When the North’s nuclear program gathered speed in the early 1990’s, Jimmy Carter dropped by and declared Kim Il Sung a “good man who you can do business with.” (He added that an excellent harvest is coming – as “an old peanut farmer” knows, which was shortly before famine killed a million or two North Koreans.)

This writer was in the audience at the US Embassy in Tokyo in 1994 when Mr. Carter came back after reprising Neville Chamberlain’s role in Pyongyang. Jimmy Carter is still around, recently calling for talking things out with North Korea.

Secretary of State Madeleine Albright dropped by in 2000 and hobnobbed – double handshake and beaming smiles – with Kim Jong Il. To no avail.

And the State Department’s point man on North Korea, Christopher Hill, was repeatedly bamboozled by North Korean negotiators during the mid-2000’s. He also shut down US officials calling for a harsh approach to North Korea – just when financial sanctions were biting.

The jury is still out on the Trump Administration. But North Korea returns a soon-to-die American student, threatens Guam, and fires in-your-face missiles, including over Japanese territory. And it faces nothing more than angry Tweets and “this time we mean it…really we do” sanctions from the United Nations.

Looking at all this from Kim’s perspective, North Korea’s nuclear and missile programs have progressed nicely over the years despite whatever punishment and sanctions the United States and the United Nations threw at it.

Kim just might think that short of dropping a missile into Washington, DC, there’s not much the Americans will do. And perhaps some distance will eventually appear between South Korea and the United States.

At that point, attacking southwards and reunifying the peninsula may not seem suicidal to Kim – if it does even now.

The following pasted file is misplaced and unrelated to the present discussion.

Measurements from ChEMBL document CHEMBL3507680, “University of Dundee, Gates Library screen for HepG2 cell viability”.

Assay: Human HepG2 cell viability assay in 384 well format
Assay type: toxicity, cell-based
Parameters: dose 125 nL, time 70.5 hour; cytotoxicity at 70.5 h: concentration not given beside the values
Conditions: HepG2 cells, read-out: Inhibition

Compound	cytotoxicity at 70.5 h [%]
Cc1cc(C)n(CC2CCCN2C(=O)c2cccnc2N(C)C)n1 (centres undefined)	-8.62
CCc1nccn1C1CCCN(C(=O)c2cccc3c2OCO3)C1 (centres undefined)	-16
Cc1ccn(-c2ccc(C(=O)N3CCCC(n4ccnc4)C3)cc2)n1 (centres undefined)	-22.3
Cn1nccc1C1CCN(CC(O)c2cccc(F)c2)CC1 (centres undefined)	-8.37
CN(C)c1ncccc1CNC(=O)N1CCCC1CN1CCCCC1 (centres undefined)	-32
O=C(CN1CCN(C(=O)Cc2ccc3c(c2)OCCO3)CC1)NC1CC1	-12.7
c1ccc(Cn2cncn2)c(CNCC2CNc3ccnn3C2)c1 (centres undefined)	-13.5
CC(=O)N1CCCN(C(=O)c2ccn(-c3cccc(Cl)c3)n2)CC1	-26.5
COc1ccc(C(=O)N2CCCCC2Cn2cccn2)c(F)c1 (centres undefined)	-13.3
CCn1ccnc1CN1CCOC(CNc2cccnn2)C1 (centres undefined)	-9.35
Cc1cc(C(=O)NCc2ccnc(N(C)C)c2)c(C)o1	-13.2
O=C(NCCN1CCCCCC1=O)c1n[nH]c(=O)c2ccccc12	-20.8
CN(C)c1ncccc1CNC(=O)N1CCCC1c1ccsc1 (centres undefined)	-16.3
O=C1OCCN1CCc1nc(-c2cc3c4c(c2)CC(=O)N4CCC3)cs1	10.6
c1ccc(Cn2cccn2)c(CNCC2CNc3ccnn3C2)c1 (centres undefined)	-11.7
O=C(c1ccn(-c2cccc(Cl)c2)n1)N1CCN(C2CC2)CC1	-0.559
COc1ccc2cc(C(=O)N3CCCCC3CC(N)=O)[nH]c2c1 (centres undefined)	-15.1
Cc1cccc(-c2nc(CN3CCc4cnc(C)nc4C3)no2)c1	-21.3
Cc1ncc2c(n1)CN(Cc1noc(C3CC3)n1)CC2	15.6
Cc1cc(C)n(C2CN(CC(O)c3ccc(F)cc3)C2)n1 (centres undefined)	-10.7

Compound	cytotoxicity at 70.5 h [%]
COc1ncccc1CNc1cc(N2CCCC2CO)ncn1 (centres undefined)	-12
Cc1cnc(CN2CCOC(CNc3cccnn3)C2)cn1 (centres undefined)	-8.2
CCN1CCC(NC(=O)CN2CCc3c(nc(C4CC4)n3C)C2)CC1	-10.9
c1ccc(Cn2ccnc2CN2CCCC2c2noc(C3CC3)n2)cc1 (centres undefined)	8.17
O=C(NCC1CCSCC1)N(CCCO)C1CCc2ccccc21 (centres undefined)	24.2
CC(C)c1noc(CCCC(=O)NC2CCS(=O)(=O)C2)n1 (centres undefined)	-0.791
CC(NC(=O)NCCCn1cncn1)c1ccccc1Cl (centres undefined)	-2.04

Given this history, maybe the US can’t change Kim’s mind. But it might change China’s mind about what is suicidal and what isn’t for the Kim family regime. And they can pass the message along to their ally in Pyongyang.

What to tell Beijing? In short, once Americans (or their allies) start dying because of North Korea, it will not be business as usual between the United States and China.

China has a choice now, rein in North Korea or face a complete severing of US economic and financial ties once the shooting starts. (Suspending the Bank of China from the global US dollar system for six months will give a nice sense of things.)

And the Chinese Communist Party elite’s properties and bank accounts in the US will be frozen, and family members’ green cards revoked.

The communist party’s main claim to rule over 1.3 billion Chinese is the economic progress made once it stopped brutalizing its citizens. Interrupt the economy and the party is in trouble.

Continuing to protect the Kim regime may not be suicidal for China’s ruling class, but the Americans can make it the equivalent of jumping off a six-story building – without cushions in the parking lot.

Then, China might finally get serious about North Korea.

Grant Newsham is a senior research fellow at the Japan Forum for Strategic Studies in Tokyo with more than 20 years' experience in Japan and elsewhere in Asia as a US diplomat, business executive, and US Marine Corps officer.